QUOTE(clavicembalo @ Aug 9 2010, 07:40 PM)
QUOTE(corenfa @ Aug 9 2010, 07:18 PM)
QUOTE(corenfa @ Aug 2 2010, 10:19 PM)
Still working on P&F I and II from Book 1 of WTC. Still sounding... blah. I think I may have to leave off them for a bit, I'm getting stuck ina rut.
On the other hand, Debussy Toccata - made it through all the way the first time. At half speed. Hey, gotta start somewhere..
Still learning the same stuff, but it's not "going"
Just too tired to do any serious study. Work, moving house, etc, all a bit full-on at the moment.
No matter... I am sure this will change at some point.
Do you have your sights set on the whole of Pour le piano
I imagine that few folk who learn the Poulenc
Toccata, go on the learn the preceding two movements.
Not really... I just got obsessed with the Toccata and took it from there. It is possible that I might get obsessed with the Prelude and the Sarabande still, sometimes it takes a few years.
Oddly enough this has been a major factor in my musical improvement, getting obsessed with pieces - my entire effort playing French horn was to learn to play the Gliere concerto. I swear for those five years, it was never far from my mind - everything I practiced was with that ultimate aim in mind.
Come to think of it, obsession with stuff has been a major factor in my life. I've worked my way through concert band, art, chemistry, French horn, computer programming and now it's piano. When I'm in a "phase", I can't stop thinking about it and it intrudes into my consciousness at random times.
You would think that the amount of obsessed I am with this piece, I'd be playing it a lot better by now. Maybe it's that if I wasn't obsessed with it I would be able to play any of it at all.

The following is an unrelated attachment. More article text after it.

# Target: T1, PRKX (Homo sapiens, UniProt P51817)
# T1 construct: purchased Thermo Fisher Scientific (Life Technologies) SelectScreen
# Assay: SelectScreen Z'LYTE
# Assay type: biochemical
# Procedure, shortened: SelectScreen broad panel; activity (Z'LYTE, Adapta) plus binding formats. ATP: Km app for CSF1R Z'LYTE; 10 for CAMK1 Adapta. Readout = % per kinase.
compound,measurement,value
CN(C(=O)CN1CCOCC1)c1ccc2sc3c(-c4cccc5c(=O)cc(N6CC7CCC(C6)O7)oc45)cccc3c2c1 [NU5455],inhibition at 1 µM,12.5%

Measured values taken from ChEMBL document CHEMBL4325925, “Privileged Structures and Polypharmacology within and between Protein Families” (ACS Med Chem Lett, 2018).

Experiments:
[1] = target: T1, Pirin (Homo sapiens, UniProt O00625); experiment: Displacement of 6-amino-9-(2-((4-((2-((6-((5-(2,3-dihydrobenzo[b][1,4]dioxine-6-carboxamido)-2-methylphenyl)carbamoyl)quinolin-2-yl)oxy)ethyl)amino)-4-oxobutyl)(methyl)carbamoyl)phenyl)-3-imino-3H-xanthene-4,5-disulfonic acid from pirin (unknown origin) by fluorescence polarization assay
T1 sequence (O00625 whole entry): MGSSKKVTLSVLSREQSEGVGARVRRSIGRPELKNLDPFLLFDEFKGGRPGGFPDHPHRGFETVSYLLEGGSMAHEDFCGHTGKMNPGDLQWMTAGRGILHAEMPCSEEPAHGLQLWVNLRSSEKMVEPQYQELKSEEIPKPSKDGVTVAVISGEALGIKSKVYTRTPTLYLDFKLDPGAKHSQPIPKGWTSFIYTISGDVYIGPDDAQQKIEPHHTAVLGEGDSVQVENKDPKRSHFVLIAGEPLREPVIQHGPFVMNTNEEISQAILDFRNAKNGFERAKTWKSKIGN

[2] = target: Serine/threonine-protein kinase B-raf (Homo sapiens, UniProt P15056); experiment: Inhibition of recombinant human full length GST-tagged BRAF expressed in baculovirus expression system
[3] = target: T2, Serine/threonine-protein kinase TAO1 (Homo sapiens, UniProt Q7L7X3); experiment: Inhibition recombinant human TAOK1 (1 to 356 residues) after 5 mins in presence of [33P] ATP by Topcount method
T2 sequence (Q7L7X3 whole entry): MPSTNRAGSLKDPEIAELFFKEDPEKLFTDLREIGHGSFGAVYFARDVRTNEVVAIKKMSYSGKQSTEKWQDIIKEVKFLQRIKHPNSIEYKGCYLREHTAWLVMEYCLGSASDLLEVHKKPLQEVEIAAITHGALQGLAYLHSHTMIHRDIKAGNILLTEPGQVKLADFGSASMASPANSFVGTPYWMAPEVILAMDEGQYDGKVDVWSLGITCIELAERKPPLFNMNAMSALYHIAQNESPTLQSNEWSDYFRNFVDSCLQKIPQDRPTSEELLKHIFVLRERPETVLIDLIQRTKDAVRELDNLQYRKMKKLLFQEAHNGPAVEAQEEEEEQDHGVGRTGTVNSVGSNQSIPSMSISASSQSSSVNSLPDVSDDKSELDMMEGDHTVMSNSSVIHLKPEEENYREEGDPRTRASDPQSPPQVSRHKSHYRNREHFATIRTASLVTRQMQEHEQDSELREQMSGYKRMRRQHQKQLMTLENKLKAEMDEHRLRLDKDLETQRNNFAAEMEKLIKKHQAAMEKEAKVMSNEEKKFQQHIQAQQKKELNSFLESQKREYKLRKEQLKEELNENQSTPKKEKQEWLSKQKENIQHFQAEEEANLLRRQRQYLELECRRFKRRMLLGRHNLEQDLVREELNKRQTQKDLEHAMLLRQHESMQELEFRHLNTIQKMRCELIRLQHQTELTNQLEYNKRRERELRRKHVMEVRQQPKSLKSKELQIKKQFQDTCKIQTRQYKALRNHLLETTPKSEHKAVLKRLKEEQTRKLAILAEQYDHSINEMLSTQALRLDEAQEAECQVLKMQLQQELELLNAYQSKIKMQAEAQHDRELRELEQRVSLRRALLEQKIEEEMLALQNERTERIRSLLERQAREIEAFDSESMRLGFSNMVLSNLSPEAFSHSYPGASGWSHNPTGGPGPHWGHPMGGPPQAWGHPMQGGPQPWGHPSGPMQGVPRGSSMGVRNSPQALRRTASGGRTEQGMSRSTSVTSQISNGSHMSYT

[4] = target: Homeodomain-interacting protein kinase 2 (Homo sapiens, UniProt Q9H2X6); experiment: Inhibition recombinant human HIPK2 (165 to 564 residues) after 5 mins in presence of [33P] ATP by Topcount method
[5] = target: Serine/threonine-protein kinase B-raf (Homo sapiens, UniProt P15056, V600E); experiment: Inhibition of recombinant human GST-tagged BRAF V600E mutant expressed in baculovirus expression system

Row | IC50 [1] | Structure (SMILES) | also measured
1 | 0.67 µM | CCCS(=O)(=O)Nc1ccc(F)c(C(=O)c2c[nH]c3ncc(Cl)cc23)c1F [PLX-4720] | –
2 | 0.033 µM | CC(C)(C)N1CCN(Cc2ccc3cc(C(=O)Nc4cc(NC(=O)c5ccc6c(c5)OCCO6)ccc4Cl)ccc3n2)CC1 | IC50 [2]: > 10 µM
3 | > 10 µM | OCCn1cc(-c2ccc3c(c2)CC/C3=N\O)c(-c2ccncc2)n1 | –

Still got plenty of years and obsessions left.. wonder what's next.
QUOTE(MadMatt @ Aug 9 2010, 10:06 PM)
I've finally got to the end of Debussy's Arabesque 1.
Now it's time to practise it till it sounds decent. No idea how long that's going to take though.
Now the big question of what to try next. I've got an itch to try out the Maple Leaf Rag as I could do with an up tempo and bouncy tune. But I could be in waaay over my head with that, but then I was in a similar position with the Debussy.
P.S I would love to have the opportunity to play at a Grand, not actually having touched a real piano in years, so I am glad you made that choice
I can recommend being way over your head! If you really really really like the piece, you'll keep pushing through (obligatory disclaimer: so long as you practice constructively and don't wreck your technique) and this can open the door to great improvement. I have always found that my greatest musical progress has been when I'm trying something way over my head. It's because I like the piece so much that I'm willing to take the huge amount of time needed to learn it.
Erm, see my last post about being obsessed with pieces..........